Inflation fell six decimal points in November to 1.7%, the lowest in seven months in Spain. Within the deflationary evolution, almost general across components, energy process (electricity and oil) stand out. Analysts at Bankia Estudios predict a further fall for next year: It will recover in the first months of 2019 to around 2% and close the year at 1.5%.
The times of wage containment are beginning to be left behind in Spain. The ILO and the OECD themselves favoured an increase in the minimum wage, basing itself on the slight improvement in productivity over the last two years, but the first question is whether the proposed increase in the minimum wage is possible.
Joan Tapia | We should not over dramatize, but the Andalusian result does not incline us towards optimism. We should not rule out the possibility that a political sphere dominated ever more by conflict could negatively affect the economy. Even if up until now it has not happened. As the saying goes, the pitcher goes so often to the well that in the end it breaks.
William Chislett | The Spanish Constitution turns forty today. The country now is another planet. The next 40 years, however, will be very different. The challenges ahead will test the cohesive society that has been created up to the present day. This article finishes a series that have been published in last weeks by The Corner to celebrate the milestone anniversary.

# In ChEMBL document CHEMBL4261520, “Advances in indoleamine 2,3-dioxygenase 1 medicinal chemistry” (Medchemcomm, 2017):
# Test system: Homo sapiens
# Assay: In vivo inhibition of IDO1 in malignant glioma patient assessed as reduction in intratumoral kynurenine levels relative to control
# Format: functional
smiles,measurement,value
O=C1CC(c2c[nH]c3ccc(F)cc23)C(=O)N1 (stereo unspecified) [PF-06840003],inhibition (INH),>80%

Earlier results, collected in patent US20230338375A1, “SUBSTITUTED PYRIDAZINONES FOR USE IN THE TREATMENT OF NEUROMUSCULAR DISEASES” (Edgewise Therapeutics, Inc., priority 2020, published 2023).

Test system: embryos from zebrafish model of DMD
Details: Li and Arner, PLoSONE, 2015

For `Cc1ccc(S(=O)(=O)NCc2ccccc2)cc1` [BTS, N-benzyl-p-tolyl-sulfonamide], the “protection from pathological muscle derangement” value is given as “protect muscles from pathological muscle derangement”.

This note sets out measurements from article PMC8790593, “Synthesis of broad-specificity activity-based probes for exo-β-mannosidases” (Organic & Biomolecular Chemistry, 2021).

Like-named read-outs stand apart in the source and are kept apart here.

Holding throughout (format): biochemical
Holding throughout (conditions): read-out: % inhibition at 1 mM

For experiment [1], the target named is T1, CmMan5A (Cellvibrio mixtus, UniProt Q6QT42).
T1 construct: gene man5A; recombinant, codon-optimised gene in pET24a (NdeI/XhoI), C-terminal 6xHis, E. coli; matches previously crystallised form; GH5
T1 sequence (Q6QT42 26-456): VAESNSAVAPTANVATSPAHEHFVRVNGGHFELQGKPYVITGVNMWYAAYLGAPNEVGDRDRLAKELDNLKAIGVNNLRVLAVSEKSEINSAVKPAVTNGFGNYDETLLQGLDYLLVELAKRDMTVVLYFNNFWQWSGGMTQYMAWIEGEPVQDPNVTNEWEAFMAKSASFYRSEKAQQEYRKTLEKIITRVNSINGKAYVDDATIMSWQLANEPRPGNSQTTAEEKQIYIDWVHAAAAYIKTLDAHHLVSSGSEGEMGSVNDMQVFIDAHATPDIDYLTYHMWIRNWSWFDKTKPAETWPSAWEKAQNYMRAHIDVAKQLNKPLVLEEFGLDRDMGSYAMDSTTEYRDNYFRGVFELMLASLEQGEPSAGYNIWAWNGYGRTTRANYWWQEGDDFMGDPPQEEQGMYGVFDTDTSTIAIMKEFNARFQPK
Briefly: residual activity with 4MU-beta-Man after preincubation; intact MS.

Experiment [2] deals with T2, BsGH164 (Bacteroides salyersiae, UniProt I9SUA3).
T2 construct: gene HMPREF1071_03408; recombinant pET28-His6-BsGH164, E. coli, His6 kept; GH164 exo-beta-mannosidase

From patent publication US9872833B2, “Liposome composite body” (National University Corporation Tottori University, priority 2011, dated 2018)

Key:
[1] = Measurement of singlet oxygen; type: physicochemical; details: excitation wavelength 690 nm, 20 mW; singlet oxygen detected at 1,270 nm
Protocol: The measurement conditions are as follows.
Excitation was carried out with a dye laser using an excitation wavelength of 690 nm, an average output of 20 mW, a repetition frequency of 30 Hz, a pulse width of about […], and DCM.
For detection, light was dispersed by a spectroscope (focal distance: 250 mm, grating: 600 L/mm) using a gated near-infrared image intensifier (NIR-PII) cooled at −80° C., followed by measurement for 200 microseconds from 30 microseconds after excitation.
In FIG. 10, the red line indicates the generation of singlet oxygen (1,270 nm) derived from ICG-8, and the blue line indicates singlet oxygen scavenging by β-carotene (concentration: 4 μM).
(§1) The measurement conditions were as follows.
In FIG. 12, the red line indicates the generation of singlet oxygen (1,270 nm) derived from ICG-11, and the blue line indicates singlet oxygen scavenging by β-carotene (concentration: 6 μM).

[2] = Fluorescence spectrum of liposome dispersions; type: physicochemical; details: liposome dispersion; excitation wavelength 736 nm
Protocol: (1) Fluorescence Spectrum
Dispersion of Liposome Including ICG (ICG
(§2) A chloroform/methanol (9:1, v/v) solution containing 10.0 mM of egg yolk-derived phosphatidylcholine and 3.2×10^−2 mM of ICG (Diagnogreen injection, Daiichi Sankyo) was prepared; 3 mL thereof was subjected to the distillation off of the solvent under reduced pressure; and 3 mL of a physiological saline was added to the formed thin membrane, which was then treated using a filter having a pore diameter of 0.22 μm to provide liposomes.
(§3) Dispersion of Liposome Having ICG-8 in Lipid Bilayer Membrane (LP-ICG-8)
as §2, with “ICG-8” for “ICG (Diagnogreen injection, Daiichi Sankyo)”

Despite the slowdown in Spain’s exports, the number of national companies starting to export and of regular exporters which have been exporting for four years in a row are rising. How strong these exporters are is the question that CaixaBank Research answer analysing the geographical diversity of the destinations to which they export.
The Spanish economy invested a total of €14.052 billion in research and development (R&D) in 2017, the equivalent of 1.2% of the GDP, according to Spain’s National Statistics Institute. Although this percentage is 6% higher than the previous year, “Spain would take 180 years to reach the 3% target set by the European Commission’s Europe 2020 strategy,” says Xavier Ferràs, Associate Professor in the Department of Operations, Innovation and Data Sciences at ESADE.
William Chislett | In the Franco regime and well into the 1980s, the lion’s share of Spanish banking business in a strongly protected and highly profitable market was in the hands of the so-called Big Seven and those banks, affiliated to or associated with them. The Big Seven have morphed over the past 30 years into the Big Two, as a result of a wave of mergers, after Spain joined the European Economic Community (EEC) in 1986.
The housing market continues to show an intense dynamic. Sales increased 9.7% in September, and drives an accumulated figure of 395,534 operations in the year so far, the largest volume in this period since 2008. Although the vigour is seen in all segments, sales of new houses stand, up 11.5% up to Q318.
From today until Thursday the President of China, Xi Jinping, is on an official visit to Spain. It is the first visit to Spain by a President of China for 13 years. According to the Ministry of Foreign Affairs, both countries will seek to advance the bilateral relationship in multiple areas, from bilateral political relations, geopolitics, economics and the educational-linguistic area to science, among others.
William Chislett | Spain has moved from a labour market characterised during the Franco regime by heavy state intervention, no free trade unions, the prohibition of strikes and lock-outs, a low female participation rate and paternalistic legislation to one that is flexible, but marked by consistently high unemployment.